Karen Alter has written an important and useful book surveying the ‘new terrain’ of international law. The book straddles international law and international relations/political science, and thus readers on both sides of the fence may find it a challenging read—as Karen herself acknowledges in the Preface. But this is not the only reason why readers may find the book challenging: its stated intention is to challenge stereotypes about international courts, and to demonstrate through the emergence of ‘new-style’ courts that we are moving from a contractual understanding of international law to a rule of law mentality. This is because ‘new-style’ courts do not engage solely in (bilateral) dispute settlement but rather also undertake public law functions such as enforcement, administrative review and constitutional review. I fully subscribe to Nico Krisch’s comments on how these functions interact (and have always interacted).
In this short comment I want to focus on the book’s central claim, not so much to summarily disagree with it—in fact to some extent I agree with the claim—but rather to highlight why I think it might be glossing over some important issues from the perspective of international law. Such glossing over may weaken the central claim, which is made with great force. As a (self-proclaimed) positivist international lawyer I found some of the arguments on which the central claim is based hard to digest.
The first point that I want to raise is about the ‘contractual’ paradigm of international law (and dispute settlement) and the move to a ‘rule of law’ paradigm (and public law functions). I should say at the outset that I find terms like ‘rule of law’ inherently suspicious, precisely because they operate as shibboleths for something good without having any agreed content—except perhaps in the broadest possible sense. More on this below. But there is also a problem with the contractual paradigm and ‘new-style’ international courts as an indicator of moving away from it. Well, we are and we aren’t moving away from it, for one, and it is not international courts that predominantly signify whatever move there is, in my view.
Whether we are moving away from a contractual conceptualisation of international law, and whether this is a new development signified by the rise of ‘new-style’ courts depends, first, on what we understand as such a contractual paradigm. Karen seems to be focusing a lot on treaty obligations (which in the first instance are contractual in the broadest sense) and indeed on reciprocal obligations, even arguing at some point that the violation of a contractual obligation ‘dissolves’ the counterparty’s obligation—which it does not, and in any event not automatically. But we have been moving away from this narrowly-conceived contractual paradigm since the late 40s; suffice it to mention here the Reservations to the Genocide Convention Advisory Opinion and the Barcelona Traction Judgment, to take just examples from the oldest-style permanent court you could imagine – the ICJ. The point is that this has not really translated in any significant change in locus standi for actors other than (directly injured) States except in the example of the very particular courts that Karen deals with in her book.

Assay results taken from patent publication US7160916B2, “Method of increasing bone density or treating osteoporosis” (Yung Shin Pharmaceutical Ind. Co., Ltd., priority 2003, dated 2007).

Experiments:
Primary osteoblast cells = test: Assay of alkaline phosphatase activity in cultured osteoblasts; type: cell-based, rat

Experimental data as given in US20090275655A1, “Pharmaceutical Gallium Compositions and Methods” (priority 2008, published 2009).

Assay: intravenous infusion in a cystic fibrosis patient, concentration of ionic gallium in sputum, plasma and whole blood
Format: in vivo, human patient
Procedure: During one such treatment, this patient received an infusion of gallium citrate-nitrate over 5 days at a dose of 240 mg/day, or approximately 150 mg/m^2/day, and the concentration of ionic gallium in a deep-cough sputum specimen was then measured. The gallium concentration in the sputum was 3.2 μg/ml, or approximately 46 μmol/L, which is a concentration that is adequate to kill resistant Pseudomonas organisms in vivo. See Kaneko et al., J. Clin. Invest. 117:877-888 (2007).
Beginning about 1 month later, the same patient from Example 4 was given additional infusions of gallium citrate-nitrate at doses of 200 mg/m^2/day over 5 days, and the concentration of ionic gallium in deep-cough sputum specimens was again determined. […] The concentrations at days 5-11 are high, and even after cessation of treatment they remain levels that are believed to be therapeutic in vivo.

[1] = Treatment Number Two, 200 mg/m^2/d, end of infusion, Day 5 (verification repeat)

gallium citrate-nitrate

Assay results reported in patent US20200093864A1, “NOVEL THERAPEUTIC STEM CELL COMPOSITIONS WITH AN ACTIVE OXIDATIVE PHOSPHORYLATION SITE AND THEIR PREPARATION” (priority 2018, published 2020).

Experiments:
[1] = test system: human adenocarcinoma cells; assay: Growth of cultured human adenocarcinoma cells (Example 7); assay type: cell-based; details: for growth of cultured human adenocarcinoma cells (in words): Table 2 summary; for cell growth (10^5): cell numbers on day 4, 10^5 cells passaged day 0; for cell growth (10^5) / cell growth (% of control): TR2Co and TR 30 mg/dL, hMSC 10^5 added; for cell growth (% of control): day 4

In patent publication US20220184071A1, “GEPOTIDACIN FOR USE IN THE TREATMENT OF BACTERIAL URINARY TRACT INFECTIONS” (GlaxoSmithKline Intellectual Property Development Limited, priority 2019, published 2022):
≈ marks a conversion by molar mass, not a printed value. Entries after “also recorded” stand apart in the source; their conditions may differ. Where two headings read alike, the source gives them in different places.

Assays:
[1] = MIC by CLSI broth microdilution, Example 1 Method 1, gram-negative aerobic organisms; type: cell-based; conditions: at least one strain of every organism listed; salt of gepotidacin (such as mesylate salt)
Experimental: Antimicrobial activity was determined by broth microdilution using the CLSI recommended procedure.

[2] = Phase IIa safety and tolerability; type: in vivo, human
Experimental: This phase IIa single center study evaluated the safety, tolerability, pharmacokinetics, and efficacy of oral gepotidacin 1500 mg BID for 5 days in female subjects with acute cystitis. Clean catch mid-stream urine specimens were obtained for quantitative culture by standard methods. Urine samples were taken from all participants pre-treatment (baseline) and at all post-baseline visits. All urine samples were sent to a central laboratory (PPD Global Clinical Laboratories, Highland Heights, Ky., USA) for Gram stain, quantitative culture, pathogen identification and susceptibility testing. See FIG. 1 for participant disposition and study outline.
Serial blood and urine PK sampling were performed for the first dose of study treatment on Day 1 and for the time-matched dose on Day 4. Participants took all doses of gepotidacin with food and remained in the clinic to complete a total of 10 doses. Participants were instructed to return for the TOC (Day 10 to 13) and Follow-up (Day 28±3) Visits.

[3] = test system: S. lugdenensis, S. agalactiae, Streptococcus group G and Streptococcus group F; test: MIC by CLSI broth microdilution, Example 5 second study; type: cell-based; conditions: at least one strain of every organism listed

This brings me to the second part of the problem. The book is built around case studies of court decisions which support the main claim. One salient feature of the case studies is that they come from courts with ‘compulsory jurisdiction’. However, the case studies mainly come from courts of Regional Economic Integration Organisations, which have a heavy focus on economic matters. They are complemented by decisions from courts and tribunals dealing strictly with economic law issues, as in the case of WTO or NAFTA dispute settlement. The only outliers are a few human rights law cases (some still coming from such REIO courts, like the ECJ or the ECOWAS court) and a couple of cases from international (or internationalised/hybrid) criminal courts. If we discount the two international criminal law cases and the one from the Inter-American Court of Human Rights, we are essentially left with case law from courts dealing with economic matters, and sometimes, due to the strong integrationist pull that REIOs exert, also with matters of human rights as a corollary of economic integration.
In this context, it seems to me that any general claims about a fundamental paradigm shift in international law would be exaggerated. Specific interests are at play in the context of economic law and economic integration, which cause States to allow international courts to penetrate deeply into the domestic sphere (and even then, not without occasional resistance). This is because States expect (rightly or wrongly is another matter) significant benefits from trade liberalisation and/or economic integration, and hence accept far-reaching inward-looking international obligations (ie, obligations demanding particular action within the domestic legal order) coupled with strong monitoring. In this latter connection, the jurisdiction of such courts is only ‘compulsory’ in the broadest, non-technical sense: it is still subject to State consent, except that the consent is provided at the outset, at the point of joining the particular (economically-focused) regime: the WTO, or NAFTA, or the EU, or another REIO.